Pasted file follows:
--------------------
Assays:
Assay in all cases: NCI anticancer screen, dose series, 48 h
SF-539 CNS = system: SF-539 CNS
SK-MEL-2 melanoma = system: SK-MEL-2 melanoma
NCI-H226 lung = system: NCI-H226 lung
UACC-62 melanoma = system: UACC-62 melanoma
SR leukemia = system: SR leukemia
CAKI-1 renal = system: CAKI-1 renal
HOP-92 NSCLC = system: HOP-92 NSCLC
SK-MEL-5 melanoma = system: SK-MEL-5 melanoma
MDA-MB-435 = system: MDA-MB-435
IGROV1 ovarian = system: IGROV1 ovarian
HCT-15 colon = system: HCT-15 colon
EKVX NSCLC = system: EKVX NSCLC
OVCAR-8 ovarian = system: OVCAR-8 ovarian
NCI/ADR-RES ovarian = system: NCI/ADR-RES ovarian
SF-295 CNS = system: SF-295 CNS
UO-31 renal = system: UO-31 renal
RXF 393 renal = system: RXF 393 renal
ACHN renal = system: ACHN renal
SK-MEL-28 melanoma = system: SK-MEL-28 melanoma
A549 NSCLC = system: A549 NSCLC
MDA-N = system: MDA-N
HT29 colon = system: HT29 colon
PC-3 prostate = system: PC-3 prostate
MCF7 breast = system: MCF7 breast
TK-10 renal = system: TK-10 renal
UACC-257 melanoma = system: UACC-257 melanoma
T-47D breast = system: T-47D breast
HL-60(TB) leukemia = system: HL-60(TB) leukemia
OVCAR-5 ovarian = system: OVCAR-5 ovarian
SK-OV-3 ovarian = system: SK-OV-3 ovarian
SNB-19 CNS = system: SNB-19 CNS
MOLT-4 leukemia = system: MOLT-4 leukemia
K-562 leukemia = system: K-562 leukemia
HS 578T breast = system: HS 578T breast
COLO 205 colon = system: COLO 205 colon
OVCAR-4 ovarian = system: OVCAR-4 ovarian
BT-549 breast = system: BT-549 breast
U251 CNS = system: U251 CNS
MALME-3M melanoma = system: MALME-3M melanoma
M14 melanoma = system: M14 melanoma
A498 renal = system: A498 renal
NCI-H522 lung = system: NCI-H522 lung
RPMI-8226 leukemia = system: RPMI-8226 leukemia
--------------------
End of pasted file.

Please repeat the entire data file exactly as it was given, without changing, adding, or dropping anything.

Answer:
Assays:
Assay in all cases: NCI anticancer screen, dose series, 48 h
SF-539 CNS = system: SF-539 CNS
SK-MEL-2 melanoma = system: SK-MEL-2 melanoma
NCI-H226 lung = system: NCI-H226 lung
UACC-62 melanoma = system: UACC-62 melanoma
SR leukemia = system: SR leukemia
CAKI-1 renal = system: CAKI-1 renal
HOP-92 NSCLC = system: HOP-92 NSCLC
SK-MEL-5 melanoma = system: SK-MEL-5 melanoma
MDA-MB-435 = system: MDA-MB-435
IGROV1 ovarian = system: IGROV1 ovarian
HCT-15 colon = system: HCT-15 colon
EKVX NSCLC = system: EKVX NSCLC
OVCAR-8 ovarian = system: OVCAR-8 ovarian
NCI/ADR-RES ovarian = system: NCI/ADR-RES ovarian
SF-295 CNS = system: SF-295 CNS
UO-31 renal = system: UO-31 renal
RXF 393 renal = system: RXF 393 renal
ACHN renal = system: ACHN renal
SK-MEL-28 melanoma = system: SK-MEL-28 melanoma
A549 NSCLC = system: A549 NSCLC
MDA-N = system: MDA-N
HT29 colon = system: HT29 colon
PC-3 prostate = system: PC-3 prostate
MCF7 breast = system: MCF7 breast
TK-10 renal = system: TK-10 renal
UACC-257 melanoma = system: UACC-257 melanoma
T-47D breast = system: T-47D breast
HL-60(TB) leukemia = system: HL-60(TB) leukemia
OVCAR-5 ovarian = system: OVCAR-5 ovarian
SK-OV-3 ovarian = system: SK-OV-3 ovarian
SNB-19 CNS = system: SNB-19 CNS
MOLT-4 leukemia = system: MOLT-4 leukemia
K-562 leukemia = system: K-562 leukemia
HS 578T breast = system: HS 578T breast
COLO 205 colon = system: COLO 205 colon
OVCAR-4 ovarian = system: OVCAR-4 ovarian
BT-549 breast = system: BT-549 breast
U251 CNS = system: U251 CNS
MALME-3M melanoma = system: MALME-3M melanoma
M14 melanoma = system: M14 melanoma
A498 renal = system: A498 renal
NCI-H522 lung = system: NCI-H522 lung
RPMI-8226 leukemia = system: RPMI-8226 leukemia